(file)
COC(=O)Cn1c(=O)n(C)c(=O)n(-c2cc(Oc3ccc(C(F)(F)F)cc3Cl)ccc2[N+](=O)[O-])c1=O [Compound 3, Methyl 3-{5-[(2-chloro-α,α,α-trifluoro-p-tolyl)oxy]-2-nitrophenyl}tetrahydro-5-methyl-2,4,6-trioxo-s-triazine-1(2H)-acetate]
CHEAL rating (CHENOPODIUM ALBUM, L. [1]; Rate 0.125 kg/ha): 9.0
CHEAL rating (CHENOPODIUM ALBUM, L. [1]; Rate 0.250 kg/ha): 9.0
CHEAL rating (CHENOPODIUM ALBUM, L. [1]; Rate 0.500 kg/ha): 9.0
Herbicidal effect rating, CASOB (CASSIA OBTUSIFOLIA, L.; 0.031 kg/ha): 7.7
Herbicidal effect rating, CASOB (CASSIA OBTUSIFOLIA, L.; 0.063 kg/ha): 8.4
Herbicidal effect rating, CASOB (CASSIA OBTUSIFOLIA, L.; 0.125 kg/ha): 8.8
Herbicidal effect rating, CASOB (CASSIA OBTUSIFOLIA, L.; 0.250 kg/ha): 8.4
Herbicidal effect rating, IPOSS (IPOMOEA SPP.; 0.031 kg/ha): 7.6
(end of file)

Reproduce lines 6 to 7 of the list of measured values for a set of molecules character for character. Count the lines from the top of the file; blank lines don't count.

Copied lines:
Herbicidal effect rating, CASOB (CASSIA OBTUSIFOLIA, L.; 0.063 kg/ha): 8.4
Herbicidal effect rating, CASOB (CASSIA OBTUSIFOLIA, L.; 0.125 kg/ha): 8.8